1 January 1990 – 22 May 2007

Two plots of land with houses in Gorna Oriahovitsa, one bought by the first applicant in 1990, the other by the first applicant and his partner for the second applicant (their son) in 1994. Both properties were substantially renovated and improved after the purchase. According to court-appointed experts, their global value in 2007 after the improvements was BGN 176,300 (approximately EUR 90,000).

After the end of the domestic proceedings, the two properties were put up for public sale and sold by the State to third parties.

During the period in question the applicants had no declared revenues. It was not proven that the first applicant had worked – he had presented in that regard declarations by other people, but they could not validly establish employment, nor was it clear for what remuneration the applicant had worked; no taxes had moreover ever been paid.

It was not proven that another person had given the first applicant a loan.

It could not be accepted that friends of the family had worked for the renovation of the two houses for free; in claiming that, the applicants tried to justify quite substantial construction works.

During the period at issue the applicants had acquired assets of substantial value, namely the two houses. Seeing the provision of section 4 of the 2005 Act, these assets could be presumed to be the proceeds of crime in so far as no lawful provenance could be established, thus the presumption had not been rebutted. It was not necessary to seek a causal link between the predicate offence and the assets at issue, as the predicate offence served only to trigger the forfeiture proceedings.

1 March 2011 - decision of the Supreme Court of Cassation





Petar Ivanov GLAVCHEV


Neykov Milen Georgiev


In a judgment of 5 November 2003 of the Plovdiv Regional Court, which became final on 24 January 2007, the applicant’s father was convicted for pimping, committed between 1999 and 2003.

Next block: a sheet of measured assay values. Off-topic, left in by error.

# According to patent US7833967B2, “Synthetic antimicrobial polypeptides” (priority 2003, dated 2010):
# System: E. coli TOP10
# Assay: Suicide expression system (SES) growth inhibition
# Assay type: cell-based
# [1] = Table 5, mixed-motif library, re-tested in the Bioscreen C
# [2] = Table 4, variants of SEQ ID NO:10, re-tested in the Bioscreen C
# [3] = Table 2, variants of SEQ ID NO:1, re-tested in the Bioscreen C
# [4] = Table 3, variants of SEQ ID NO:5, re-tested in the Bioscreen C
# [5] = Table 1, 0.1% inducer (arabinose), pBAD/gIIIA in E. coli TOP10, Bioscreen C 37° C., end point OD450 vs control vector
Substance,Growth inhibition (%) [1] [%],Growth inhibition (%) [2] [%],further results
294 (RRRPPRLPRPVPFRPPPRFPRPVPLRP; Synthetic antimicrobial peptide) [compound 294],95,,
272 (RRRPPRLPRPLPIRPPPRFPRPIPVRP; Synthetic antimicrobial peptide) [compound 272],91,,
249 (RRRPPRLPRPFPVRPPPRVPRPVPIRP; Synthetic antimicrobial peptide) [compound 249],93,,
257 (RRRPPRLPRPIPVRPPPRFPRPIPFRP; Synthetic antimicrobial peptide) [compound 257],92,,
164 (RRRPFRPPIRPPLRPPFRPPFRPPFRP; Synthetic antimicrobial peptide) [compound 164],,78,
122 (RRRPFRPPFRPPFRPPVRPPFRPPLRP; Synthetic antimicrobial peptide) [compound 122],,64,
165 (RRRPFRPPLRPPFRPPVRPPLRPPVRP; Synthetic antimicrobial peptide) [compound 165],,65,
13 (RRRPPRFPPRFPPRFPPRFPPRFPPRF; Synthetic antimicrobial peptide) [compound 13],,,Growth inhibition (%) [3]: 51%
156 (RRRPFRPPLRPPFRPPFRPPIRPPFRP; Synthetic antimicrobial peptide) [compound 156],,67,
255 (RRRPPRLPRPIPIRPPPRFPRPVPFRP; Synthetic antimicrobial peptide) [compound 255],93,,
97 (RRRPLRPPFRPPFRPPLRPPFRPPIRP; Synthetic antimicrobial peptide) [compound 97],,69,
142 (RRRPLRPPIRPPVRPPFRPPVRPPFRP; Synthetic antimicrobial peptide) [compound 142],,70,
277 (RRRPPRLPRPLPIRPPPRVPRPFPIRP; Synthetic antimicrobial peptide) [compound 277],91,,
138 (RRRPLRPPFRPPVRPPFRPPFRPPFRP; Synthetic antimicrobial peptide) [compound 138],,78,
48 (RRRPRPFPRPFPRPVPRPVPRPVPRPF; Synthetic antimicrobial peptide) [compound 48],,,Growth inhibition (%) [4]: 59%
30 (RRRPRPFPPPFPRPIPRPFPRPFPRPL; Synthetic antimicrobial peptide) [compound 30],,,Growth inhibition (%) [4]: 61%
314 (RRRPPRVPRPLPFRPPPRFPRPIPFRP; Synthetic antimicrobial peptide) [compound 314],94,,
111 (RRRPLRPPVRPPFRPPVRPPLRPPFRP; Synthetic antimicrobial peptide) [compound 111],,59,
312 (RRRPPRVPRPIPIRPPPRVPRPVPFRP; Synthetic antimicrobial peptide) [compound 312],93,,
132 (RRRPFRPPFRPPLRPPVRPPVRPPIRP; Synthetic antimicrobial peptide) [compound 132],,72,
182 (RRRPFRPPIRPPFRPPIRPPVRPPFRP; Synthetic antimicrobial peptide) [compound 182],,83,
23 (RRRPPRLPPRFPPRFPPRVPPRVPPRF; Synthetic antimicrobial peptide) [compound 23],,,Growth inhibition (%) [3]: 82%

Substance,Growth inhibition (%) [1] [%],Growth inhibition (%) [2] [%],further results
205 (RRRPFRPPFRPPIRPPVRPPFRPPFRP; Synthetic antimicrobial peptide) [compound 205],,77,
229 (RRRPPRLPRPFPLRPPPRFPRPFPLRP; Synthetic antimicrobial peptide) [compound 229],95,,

1993-2007 (concerning the applicant’s father)

A house with a plot of land and outbuildings; the property was acquired in 2005 in exchange of a flat bought for the applicant by his mother in 2001.

According to the Commission for Uncovering Proceeds of Crime, its value was BGN 57,135 (EUR 29,200).

Further assets (not subject to the application) were forfeited from the applicant’s father.

The applicant claimed that the property acquired in 2001 (given in exchange of the forfeited property) had been bought with money gifted to him by his maternal grandparents; however, such a gift was not sufficiently proven. The applicant had not referred to any other circumstance to establish the lawful origin of his assets.

The applicant’s father had not otherwise established sufficient “lawful” income.

It was not necessary to prove a causal link between the criminal activity and the assets subject to forfeiture; it sufficed that the applicant (respectively his father) had not rebutted the presumption under section 4 of the 2005 Act; this meant that the assets to be forfeited were the proceeds of crime.

10 August 2011 – decision of the Supreme Court of Cassation



[1] Plus any tax that may be chargeable to the applicants.

[2] Plus any tax that may be chargeable to the applicants.